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Illustrator finds her niche with Zombie Flight or Fight

Rachel Petrovicz adds roster of grizzly ghouls to new collaborative card game

When there’s no more room in hell, the dead will be featured on playing cards.

Zombie Fight or Flight is a game of fighting, escaping and somehow staying off the zomb-smorgasbord, featuring depictions of the undead brought to life by North Shore artist Rachel Petrovicz.

The game’s premise is simple: the usual band of decaying escapees (“They’re coming to get you, Barbara.”) are on the loose. In order to evade the jaws of death, the game’s players must work together. If they don’t, they die.

The emphasis on collaboration makes perfect sense when you consider that the game was created by conflict resolution specialists, Petrovicz explains.
“Instead of hiding your card and side-eyeing everyone around you, you’re working together,” she says.

Having grown up reading the chaste love triangle of Archie comics, drawing zombies was a departure from the “cute cartoon characters” Petrovicz has been sketching into existence since her days at Mulgrave secondary.

“I spent most of my time looking down and doodling in the margins of my paper,” she reminisces about her school days.

After she had her fill of Pop Tate’s Chocklit Shoppe, Petrovicz moved over to Gotham City, where Batman served as her superhero gateway to the worlds of anime and manga.

“That’s what really spurred me forward to get interested in doing it professionally,” she says, describing comic books as the source of most of her inspiration.

After graduating from Mulgrave, Petrovicz attended Capilano University’s school of design – briefly.

“I personally prefer to specialize in illustration rather than design so it just wasn’t the right fit,” she recalls.

Asked if her family and friends were concerned about her career choice after she left school, Petrovicz laughs and answers with one word: “definitely.”

But, she adds, she’s “very self-sufficient and responsible.”

The artist pursued what she calls an “un-traditional and self-motivated career path,” foraging on Craigslist and contacting just about anyone looking for art.

If some would-be comic book writer or video game designer had an idea for a character, Petrovicz would supply a sketch for $10 or $15.

After churning out a  steady stream of whimsy, her bright colours caught the attention of the creators of Amplify Her, a so-far-unreleased comic/documentary chronicling the rise of several female electronic dance musicians.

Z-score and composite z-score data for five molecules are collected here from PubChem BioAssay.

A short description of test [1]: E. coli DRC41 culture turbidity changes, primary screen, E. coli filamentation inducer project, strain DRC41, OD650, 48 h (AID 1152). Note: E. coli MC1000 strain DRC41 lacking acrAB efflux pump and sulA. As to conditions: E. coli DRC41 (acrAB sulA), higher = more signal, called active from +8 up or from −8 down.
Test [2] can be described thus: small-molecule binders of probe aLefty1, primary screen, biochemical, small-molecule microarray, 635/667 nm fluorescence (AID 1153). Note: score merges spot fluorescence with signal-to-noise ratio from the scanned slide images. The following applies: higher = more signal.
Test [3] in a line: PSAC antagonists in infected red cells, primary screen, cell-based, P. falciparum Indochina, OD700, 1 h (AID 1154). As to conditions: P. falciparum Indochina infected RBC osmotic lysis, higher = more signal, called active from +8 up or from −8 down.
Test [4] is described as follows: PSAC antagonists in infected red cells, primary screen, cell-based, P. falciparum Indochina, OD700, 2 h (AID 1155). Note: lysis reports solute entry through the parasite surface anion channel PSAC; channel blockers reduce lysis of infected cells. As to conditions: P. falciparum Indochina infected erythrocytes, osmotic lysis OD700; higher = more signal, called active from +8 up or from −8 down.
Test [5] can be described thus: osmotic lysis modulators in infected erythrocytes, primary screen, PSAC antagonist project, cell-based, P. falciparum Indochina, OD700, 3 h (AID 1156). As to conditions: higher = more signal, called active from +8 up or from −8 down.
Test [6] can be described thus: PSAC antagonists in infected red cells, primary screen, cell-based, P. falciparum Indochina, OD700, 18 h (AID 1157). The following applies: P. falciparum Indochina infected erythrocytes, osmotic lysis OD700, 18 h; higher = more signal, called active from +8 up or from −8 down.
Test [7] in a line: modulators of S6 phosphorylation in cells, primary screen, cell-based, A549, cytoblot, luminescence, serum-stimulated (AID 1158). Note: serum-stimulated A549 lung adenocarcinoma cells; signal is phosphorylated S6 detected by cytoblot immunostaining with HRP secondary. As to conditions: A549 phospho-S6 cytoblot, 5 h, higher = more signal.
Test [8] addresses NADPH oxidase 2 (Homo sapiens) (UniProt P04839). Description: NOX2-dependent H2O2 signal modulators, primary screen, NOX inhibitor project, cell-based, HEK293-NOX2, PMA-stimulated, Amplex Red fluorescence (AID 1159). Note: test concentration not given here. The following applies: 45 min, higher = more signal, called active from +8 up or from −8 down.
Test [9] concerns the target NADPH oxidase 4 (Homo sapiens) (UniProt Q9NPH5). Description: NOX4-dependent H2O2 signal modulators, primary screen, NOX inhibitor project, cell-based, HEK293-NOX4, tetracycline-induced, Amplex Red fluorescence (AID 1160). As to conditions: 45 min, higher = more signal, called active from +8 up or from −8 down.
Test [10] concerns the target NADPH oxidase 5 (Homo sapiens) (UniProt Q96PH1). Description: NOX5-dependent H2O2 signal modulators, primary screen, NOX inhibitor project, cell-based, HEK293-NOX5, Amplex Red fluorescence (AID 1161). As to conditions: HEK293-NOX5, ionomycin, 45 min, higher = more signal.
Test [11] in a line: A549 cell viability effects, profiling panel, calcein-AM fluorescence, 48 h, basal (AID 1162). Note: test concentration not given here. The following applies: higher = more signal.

What was remarkable for Petrovicz is that, after years of trying to find work, work found her.

“(Amplify Her) really made me feel like I was at a place where I could take it a little bit more seriously.”

From that point on, she was a full-time illustrator.

Having spilled ink on book illustrations, comics and video games, Petrovicz was back on Craigslist when she saw an impressive post about zombies. What made it impressive, Petrovicz explains, was the writer’s use of both capital letters and paragraph breaks – something of a rarity on the site.

After online introductions, Petrovicz met the creators and was relieved to find she wasn’t the only woman in the room.

“It’s always really nice to be presented with women in these sorts of scenarios,” she says of that first interview.

She tried out the game and enjoyed it, but wasn’t sure about drawing those grizzly ghouls who always seem to be closing in to seal your doom.

Petrovicz omitted the anatomical detail provided by grisly fare like The Walking Dead and sidestepped Harlan Ellison’s terrifying vision of “…a jostling, slavering horde, clacking and drooling, dropping decayed body parts and leaving glistening trails of worm ooze …”

Instead, Petrovicz’s cranium gourmets falls somewhere between Scooby-Doo and George Romero on the gore scale.

“They’re still stitched together, they’re still dripping from the mouth and they still look a little bit menacing,” Petrovicz explains. “But overall we wanted to have more of a funny tone than a scary tone.”

The humorous, more cartoonish vision won the acclaim of the creators, who immediately recruited Petrovicz to provide illustrations for companion game: Drunken Zombie Fight or Flight.

The games, which raised a total of $18,592 through Kickstarter, are available at

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